I’d been taking it easy since getting a nice personal record at a half marathon a few weeks beforehand. My daughter was home from school on spring break and my husband was home for a week, too, so it made sense to relax and not worry about running as much. Toward the end of that break, though, I began to get a little anxious. At the time, my next half marathon was about six weeks away and I needed to up the training a little bit.
So I went for a run. All the kinks I’d hoped to work out after the first mile were not worked out. I stopped and went home. That’s right. After one mile. I’m not run streaking right now. I just wasn’t having fun and didn’t see the point. Instead of having a bad run that would put me in a bad mood I decided put the time toward something else that would make me feel good.
The next day after a chat with a friend who’s in a similar place with his running as I am, I decided to try again. Talking to him made me see it was time to get a tad more serious for the race. I aimed for five miles. After a few minutes the kinks and aches were gone but my legs felt unusually tired. I stopped and checked my GPS. I’d only gone two miles. But I’d done them quickly. The weather was so nice I decided to keep going toward the five-mile goal but slow down. I returned to my house at 4.9 miles and ran up the street further until I reached an even five. Normally I wouldn’t care about getting an even number but my goal that day was five and I had it in me to accomplish that.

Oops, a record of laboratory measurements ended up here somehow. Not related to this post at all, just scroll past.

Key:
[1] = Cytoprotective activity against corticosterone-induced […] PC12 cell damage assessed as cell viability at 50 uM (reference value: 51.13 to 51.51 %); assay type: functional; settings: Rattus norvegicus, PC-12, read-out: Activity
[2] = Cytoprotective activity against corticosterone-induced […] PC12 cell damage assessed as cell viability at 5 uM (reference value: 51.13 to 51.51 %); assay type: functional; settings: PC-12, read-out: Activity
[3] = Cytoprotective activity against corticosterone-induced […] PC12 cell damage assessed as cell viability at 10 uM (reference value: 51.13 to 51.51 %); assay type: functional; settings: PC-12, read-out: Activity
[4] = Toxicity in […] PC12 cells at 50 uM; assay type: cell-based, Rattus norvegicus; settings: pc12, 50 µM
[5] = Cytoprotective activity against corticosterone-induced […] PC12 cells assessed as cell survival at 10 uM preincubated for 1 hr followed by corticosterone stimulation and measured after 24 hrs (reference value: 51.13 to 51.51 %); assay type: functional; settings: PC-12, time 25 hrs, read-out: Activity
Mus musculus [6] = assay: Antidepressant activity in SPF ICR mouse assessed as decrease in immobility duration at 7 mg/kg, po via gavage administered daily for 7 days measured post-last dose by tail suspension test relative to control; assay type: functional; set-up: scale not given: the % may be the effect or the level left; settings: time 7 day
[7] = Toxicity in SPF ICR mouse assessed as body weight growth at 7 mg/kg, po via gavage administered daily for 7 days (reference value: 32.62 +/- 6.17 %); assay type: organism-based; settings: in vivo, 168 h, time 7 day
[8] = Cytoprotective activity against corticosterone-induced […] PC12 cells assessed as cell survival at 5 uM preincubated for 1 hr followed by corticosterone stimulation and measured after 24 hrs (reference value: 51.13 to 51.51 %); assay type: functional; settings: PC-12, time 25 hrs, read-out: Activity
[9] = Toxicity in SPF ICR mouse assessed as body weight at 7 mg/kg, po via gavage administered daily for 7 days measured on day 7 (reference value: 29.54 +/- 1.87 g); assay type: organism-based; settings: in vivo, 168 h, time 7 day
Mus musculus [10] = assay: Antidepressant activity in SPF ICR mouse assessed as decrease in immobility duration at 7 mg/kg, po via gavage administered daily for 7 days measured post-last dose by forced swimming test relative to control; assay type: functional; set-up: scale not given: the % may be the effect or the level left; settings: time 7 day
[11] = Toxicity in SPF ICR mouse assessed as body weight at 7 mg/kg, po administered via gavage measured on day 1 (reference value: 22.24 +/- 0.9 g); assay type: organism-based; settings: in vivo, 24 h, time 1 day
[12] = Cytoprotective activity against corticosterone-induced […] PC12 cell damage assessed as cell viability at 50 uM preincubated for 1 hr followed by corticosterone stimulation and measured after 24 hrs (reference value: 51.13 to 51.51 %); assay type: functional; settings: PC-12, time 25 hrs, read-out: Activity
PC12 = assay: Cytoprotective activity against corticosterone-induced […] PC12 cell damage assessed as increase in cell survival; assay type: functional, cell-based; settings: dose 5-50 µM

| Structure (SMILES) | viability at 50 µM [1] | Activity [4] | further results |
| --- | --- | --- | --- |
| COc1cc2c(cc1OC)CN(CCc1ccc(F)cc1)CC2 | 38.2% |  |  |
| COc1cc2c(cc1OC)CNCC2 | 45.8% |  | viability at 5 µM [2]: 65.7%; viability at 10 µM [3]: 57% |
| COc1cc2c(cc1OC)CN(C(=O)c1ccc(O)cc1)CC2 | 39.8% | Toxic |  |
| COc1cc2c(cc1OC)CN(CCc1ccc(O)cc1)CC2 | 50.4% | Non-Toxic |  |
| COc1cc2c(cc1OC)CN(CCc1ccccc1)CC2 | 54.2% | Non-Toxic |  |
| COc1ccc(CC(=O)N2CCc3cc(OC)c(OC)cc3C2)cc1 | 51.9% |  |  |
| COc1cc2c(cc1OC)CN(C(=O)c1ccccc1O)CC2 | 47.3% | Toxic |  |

|These are actual decals on my car.|
I recently saw a headline about running happy to run faster. I didn’t read the article because I didn’t have time at that moment to read about something I already practiced. When I remembered it the next day I couldn’t find it.
Running seems to have been taken over by Type A personalities who track every mile, every calorie, every step, every bite. I used to follow a lot of blogs and social media accounts of runners. I tried to do all that counting and accounting in the past. But it’s not me. And I can’t help but feel there might be other runners like me who start to feel bad because they aren’t documenting every step, aren’t caring about every new piece of gear, aren’t enjoying kale and protein powder smoothies. (Chocolate-flavored protein powder is not a treat. Chocolate is.)
Magazine articles and other media outlets tell me I have to do these things to be a better runner. Why do I need to do these things? Why do I even need to be a better runner? What if I don’t want to be? What if I’m happy right where I am? What does it even mean to be “better”? I’m healthy and enjoying myself. That’s enough for me.
The point is, run your own self. Don’t worry about what anyone else is doing. If you want the cute running outfits, go for it. But if you’re happy in sweatpants and a cotton t-shirt, go for that. I use Strava on my phone. I can’t be bothered with a GPS watch on top of that. Too much stuff to keep charged and I’m taking the phone with my anyway for emergencies and for taking photos. Oh, that’s right. Stop and take photos if you want to. Or don’t. I like the simplicity of a quick snapshot of the scenery or something interesting spotted over setting up a shot and posing.
Marathon training has to make me happy. It will be challenging. There will be pain. There may even be an inspirational quote or two along the way. But I don’t plan on changing any more of my habits than are absolutely necessary.
Except for a Fitbit. I’m very curious about Fitbits and I’m thinking of getting one.